Former BBC political editor Nick Robinson made this very point to Corbyn in a recorded Radio 4 “Today” programme interview on Monday. The presenter said Corbyn had not appeared on the show, which has 7.3 million listeners, since the Labour leadership contest began in July.
“Do you accept you maybe have to do things a bit differently if you’re going to win [a general election]?” Robinson asked.
Corbyn was initially flippant in his reply: “With the deepest and greatest respect to the ‘Today’ programme, I know it is the most important radio programme on the whole planet, it is not the only radio programme on the whole planet.”
He added: “We will be reaching out to all forms of communication. It’s not the only radio programme. We’ve done lots of radio programmes, lots of TV programmes, lots of social media.”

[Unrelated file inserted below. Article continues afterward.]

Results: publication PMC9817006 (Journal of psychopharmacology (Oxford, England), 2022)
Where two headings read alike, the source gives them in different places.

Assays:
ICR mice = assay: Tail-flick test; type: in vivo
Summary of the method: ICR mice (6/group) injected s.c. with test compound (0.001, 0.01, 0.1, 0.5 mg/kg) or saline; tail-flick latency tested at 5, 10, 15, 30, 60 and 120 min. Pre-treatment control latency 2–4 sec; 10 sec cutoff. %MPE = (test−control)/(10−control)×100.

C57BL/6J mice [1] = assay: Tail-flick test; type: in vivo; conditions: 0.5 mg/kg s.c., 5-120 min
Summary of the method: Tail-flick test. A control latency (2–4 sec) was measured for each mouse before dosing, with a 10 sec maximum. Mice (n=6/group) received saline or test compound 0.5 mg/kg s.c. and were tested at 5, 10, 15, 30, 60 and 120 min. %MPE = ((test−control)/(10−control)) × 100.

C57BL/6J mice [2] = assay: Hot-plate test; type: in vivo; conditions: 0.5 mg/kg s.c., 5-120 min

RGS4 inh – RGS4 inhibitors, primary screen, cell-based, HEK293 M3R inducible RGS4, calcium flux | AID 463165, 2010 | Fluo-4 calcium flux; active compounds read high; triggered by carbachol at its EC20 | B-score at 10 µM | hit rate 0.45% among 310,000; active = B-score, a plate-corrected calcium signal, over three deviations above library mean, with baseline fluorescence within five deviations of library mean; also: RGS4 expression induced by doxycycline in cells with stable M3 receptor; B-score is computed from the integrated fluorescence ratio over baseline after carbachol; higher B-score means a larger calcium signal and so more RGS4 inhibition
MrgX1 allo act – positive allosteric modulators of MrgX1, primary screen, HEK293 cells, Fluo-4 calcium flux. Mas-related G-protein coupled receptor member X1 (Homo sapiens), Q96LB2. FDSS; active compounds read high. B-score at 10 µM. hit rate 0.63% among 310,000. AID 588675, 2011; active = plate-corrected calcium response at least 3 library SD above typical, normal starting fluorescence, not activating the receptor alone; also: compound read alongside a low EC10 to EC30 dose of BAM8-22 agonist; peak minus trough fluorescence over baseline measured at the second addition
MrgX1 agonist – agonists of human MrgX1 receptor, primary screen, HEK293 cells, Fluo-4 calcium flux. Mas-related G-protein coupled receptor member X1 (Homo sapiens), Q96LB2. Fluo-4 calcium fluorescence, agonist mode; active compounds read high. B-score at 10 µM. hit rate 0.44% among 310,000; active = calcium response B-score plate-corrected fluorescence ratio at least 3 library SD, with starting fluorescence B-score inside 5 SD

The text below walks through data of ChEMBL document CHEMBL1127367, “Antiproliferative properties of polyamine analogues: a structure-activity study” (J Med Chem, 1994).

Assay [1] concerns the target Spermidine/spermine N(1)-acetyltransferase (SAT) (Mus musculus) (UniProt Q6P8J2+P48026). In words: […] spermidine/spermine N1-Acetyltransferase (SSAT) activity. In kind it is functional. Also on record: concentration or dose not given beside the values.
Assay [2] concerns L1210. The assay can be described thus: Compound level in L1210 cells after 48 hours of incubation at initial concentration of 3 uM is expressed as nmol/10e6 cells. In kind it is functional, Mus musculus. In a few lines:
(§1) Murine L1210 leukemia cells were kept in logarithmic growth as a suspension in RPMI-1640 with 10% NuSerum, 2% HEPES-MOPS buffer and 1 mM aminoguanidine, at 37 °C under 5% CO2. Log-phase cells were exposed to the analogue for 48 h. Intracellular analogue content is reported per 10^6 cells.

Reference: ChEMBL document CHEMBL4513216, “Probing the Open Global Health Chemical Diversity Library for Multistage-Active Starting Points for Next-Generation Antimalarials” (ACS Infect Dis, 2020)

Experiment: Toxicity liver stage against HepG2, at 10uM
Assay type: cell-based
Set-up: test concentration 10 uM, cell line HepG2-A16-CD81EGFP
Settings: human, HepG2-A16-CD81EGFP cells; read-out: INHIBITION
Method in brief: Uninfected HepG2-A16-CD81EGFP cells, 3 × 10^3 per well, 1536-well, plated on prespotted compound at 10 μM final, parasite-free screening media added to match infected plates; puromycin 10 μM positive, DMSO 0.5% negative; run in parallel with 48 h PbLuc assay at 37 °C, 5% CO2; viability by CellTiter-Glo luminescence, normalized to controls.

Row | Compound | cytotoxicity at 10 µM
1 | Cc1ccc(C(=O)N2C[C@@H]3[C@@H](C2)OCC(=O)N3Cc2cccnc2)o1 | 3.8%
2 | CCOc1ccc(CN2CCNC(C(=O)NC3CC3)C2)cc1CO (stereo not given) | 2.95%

But there are signs things are changing. BuzzFeed published a lengthy article last month claiming that “Jeremy Corbyn’s team are finally building a coherent media operation.” Its central claim was that his campaign team, who do not work for the Labour party, are more effective in handling the press than Corbyn’s parliamentary office. “Can they keep it up?” the website asked.
Slocombe, who was part of that parliamentary team, believes that Corbyn will naturally become more outward looking. “By definition, he’ll end up engaging with the national media. If you look at 2015, it still had a major role in public discourse,” he says.
Crick is slightly more cynical: “I can see them carrying on like this forever. It will be frustrating for us, and it may not do them any good, but they’re a very stubborn regime.”